I'm trying to refactor some C++ code due to performance problems, and I'm wondering the best way to solve this. I have a class say DataGatherer, which a core component of a large system. This class is serialized and sent over data streams, copied and stored into tables, copied for the sake of concurrency (checking out a copy rather than having access to the original DataGatherer object). I list examples just to let you know it has copy and assignment operators that are both used.
The problem is that the DataGatherer objects can become extremely large because they contain essentially a large collection of gathered data as well as statistics and metadata about the data. In many cases, it's only the statistics and metadata that are required, and not the backend data collection.
Are there any design patterns that might be helpful here? Maybe the more general question is, what do you do when in most cases you only need part of an object, but the object is so tightly coupled internally that splitting it up is next to impossible?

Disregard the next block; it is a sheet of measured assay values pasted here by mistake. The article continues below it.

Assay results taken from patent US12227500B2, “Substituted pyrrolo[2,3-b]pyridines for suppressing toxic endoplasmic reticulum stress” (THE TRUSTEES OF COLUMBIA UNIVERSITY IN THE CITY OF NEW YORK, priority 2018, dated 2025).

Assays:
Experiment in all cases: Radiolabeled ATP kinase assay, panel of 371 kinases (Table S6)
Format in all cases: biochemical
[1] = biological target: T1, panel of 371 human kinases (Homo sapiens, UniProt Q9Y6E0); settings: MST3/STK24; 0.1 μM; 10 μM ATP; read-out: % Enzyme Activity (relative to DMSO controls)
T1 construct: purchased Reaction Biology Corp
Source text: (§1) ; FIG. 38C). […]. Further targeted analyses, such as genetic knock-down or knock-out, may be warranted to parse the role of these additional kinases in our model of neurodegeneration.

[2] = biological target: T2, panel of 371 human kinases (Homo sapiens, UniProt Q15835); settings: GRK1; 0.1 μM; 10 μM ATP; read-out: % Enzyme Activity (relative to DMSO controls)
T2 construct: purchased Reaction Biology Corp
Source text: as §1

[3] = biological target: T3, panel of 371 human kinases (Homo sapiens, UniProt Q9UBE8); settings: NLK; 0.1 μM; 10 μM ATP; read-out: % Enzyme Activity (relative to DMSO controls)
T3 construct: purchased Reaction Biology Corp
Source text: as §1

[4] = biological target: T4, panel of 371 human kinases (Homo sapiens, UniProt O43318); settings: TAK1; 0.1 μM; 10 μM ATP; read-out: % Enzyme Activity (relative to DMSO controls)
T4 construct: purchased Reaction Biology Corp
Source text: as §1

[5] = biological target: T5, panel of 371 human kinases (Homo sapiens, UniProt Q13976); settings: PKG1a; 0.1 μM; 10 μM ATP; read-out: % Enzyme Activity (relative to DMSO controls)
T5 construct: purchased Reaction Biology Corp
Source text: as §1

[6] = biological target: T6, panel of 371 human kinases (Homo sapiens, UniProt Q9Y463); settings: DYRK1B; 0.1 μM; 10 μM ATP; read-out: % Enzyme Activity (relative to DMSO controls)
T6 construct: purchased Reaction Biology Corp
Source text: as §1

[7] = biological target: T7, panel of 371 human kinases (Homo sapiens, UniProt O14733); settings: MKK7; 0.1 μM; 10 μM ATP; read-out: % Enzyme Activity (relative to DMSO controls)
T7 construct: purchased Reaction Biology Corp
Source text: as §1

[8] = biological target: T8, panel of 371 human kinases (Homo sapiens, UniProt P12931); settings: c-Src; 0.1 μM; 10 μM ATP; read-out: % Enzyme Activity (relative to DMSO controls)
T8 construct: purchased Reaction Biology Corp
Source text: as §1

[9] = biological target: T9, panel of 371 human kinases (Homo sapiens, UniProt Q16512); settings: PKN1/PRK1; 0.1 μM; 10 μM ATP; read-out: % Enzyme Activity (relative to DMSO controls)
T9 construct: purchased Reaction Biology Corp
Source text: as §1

Ideas I've had,
Split the class into a DataGatherer class and a pointer to a DataGathererBackend object. Return shallow copies in most cases to avoid all the overhead of copying DataGathererBackend around when it isn't used. I hate to do this because of all the hassle of dealing with when you want a shallow copy vs when you want a deep copy, and just general messyness form having to resort to DataGatherer objects that have NULL pointers for backend objects because it wasn't needed in those cases.
Split the class into DataStatistics and Data, and make a 3rd class that wraps and contains both.